Pandemic and Pinterest push interest in wellness design
Paula Kennedy wellness design

Wellness design can encompass many areas and is key to adding to a person’s wellbeing.

Wellness is a hot topic in a variety of areas, including kitchen, bath, and closet design. 

Paula Kennedy, owner of Timeless Kitchen Design in Seattle, Washington, has been at the forefront of wellness design and education for a number of years. In addition to being a kitchen and bath designer for 23 years, she’s also a closet designer. In the last five years, she has been teaching and speaking. One of the current hot topics of her seminars is wellness design.

“I have done a number of continuing education presentations for the National Kitchen and Bath Association. My most recent presentation was on wellness, a topic that is fascinating to me,” said Kennedy. “Over the years I have been putting all these pieces together, from universal design to aging in place to the impact of color and the design of smart homes. All of these design elements are about having a better quality of life for all of us.”

Kennedy said wellness design encompasses many areas and is a key to adding to a person’s wellbeing. While Kennedy agrees wellness is a hot topic due to the pandemic, even before the pandemic hit she was beginning to see this as an emerging category for designers. 

“Acceptance of wellness design wasn’t an overnight thing,” said Kennedy. “I remember in the past trying to get clients to embrace touch-free or motion sensor faucets. It was like pulling teeth. Today every faucet I specify is hands-free. Consumers are definitely sitting up and taking notice of wellness in their homes.”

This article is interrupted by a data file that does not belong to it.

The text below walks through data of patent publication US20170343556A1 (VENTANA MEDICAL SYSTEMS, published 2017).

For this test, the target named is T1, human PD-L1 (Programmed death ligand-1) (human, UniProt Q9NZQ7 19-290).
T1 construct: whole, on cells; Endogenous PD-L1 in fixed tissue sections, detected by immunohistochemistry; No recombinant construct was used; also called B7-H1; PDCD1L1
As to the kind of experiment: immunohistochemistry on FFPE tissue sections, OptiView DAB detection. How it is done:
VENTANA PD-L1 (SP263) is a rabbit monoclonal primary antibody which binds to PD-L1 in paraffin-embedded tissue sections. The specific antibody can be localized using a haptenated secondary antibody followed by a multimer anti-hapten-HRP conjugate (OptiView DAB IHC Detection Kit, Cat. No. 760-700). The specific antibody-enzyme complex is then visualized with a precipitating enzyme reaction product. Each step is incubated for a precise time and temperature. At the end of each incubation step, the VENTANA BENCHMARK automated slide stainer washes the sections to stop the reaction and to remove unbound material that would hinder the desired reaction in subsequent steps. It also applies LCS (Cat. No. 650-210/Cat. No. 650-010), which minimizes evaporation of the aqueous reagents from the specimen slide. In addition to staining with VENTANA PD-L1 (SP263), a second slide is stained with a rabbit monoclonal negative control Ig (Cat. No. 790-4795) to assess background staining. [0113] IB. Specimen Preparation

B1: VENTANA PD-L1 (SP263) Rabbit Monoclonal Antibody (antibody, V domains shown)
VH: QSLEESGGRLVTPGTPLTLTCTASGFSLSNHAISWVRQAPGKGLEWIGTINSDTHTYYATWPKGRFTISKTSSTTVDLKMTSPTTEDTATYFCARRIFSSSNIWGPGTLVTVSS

Part of the new acceptance of wellness design can be traced to the fact that the pandemic has meant that at least temporarily more people are at home instead of at school or at work, adds Kennedy. “For many, it was a scramble to accommodate the varying needs of everyone.”

Kennedy is from the Pacific Northwest. “Where I live we deal with a more than average amount of darkness and gloom so light is important. It isn’t just aging in place consumers and clients who are asking me for more light. All of us need more light.” 

Kennedy said she is getting client requests for interior lighting in cabinets, drawers, and closets and she wholeheartedly supports that trend. “When we are talking about lighting, it is also about light management. The goal is to give clients more lighting along with control of it. Clients can change the color in the light bulb or use a dimmer to control it. With the invention of LED lights, our options with lighting have been transformed. We can choose the color that makes every room in the house look the best.”

Kennedy said many of her clients will come to her for more interior lighting in cabinets and closets because they have seen it on Pinterest. “Before they might have considered lighting in a cabinet or drawer or closet as a luxury. They would say, ‘Why do I need lighting in my closet?’ or ‘My cabinet drawer is for utensils!’ They see lighting in all sorts of places and it is becoming an expectation. It has become a component they need. Today layering and managing light are important to wellness.”

Kennedy added having more control of light ties into wellness in terms of supporting our circadian rhythms and our sleep. “We can program the lighting in our homes, such as having the night lights programmed at 7 p.m. to change color and manage light in the bedroom with blackout blinds. On your phone, you can use a blue light filter. It is all designed to help us get a good night’s sleep,” she said.